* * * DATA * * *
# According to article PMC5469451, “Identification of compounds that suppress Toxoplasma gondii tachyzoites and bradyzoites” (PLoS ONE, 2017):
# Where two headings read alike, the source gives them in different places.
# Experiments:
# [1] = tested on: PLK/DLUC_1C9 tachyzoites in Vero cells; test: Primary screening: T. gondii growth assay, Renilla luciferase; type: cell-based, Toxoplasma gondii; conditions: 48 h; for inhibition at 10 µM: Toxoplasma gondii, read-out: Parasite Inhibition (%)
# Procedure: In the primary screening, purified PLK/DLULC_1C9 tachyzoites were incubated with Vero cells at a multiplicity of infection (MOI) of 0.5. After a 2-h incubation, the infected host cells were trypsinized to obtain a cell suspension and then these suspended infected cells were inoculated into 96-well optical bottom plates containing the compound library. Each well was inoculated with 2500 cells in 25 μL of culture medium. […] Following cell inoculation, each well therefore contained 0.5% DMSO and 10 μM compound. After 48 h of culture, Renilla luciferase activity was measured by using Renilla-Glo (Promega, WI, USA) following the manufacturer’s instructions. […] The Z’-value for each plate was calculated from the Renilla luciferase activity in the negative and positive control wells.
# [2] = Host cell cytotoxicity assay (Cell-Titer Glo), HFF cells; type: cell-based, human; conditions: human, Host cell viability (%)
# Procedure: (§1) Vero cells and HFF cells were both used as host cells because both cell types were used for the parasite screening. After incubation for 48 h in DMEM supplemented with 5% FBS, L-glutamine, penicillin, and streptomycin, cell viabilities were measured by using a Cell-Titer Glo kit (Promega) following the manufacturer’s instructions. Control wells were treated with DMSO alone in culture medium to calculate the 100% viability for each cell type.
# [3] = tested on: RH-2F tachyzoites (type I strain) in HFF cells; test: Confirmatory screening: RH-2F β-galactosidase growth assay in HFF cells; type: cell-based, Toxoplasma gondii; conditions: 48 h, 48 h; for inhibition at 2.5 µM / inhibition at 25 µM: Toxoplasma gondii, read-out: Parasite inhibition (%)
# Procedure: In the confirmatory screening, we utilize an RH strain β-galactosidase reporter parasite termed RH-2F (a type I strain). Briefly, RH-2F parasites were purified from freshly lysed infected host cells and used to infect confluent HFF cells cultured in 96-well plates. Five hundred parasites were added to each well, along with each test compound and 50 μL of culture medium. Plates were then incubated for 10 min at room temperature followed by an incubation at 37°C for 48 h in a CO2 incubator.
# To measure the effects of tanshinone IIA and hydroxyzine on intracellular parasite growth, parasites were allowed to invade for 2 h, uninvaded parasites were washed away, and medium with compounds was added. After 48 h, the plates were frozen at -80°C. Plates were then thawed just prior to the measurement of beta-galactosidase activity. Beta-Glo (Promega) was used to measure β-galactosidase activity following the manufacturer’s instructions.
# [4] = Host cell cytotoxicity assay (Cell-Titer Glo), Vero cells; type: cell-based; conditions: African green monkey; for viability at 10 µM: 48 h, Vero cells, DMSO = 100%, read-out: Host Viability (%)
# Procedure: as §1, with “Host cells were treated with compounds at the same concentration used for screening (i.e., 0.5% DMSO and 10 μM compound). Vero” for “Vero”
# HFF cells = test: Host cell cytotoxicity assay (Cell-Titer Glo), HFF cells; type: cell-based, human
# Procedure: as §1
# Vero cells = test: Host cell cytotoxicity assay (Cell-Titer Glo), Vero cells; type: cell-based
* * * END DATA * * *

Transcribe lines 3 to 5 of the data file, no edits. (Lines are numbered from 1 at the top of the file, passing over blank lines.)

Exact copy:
# Experiments:
# [1] = tested on: PLK/DLUC_1C9 tachyzoites in Vero cells; test: Primary screening: T. gondii growth assay, Renilla luciferase; type: cell-based, Toxoplasma gondii; conditions: 48 h; for inhibition at 10 µM: Toxoplasma gondii, read-out: Parasite Inhibition (%)
# Procedure: In the primary screening, purified PLK/DLULC_1C9 tachyzoites were incubated with Vero cells at a multiplicity of infection (MOI) of 0.5. After a 2-h incubation, the infected host cells were trypsinized to obtain a cell suspension and then these suspended infected cells were inoculated into 96-well optical bottom plates containing the compound library. Each well was inoculated with 2500 cells in 25 μL of culture medium. […] Following cell inoculation, each well therefore contained 0.5% DMSO and 10 μM compound. After 48 h of culture, Renilla luciferase activity was measured by using Renilla-Glo (Promega, WI, USA) following the manufacturer’s instructions. […] The Z’-value for each plate was calculated from the Renilla luciferase activity in the negative and positive control wells.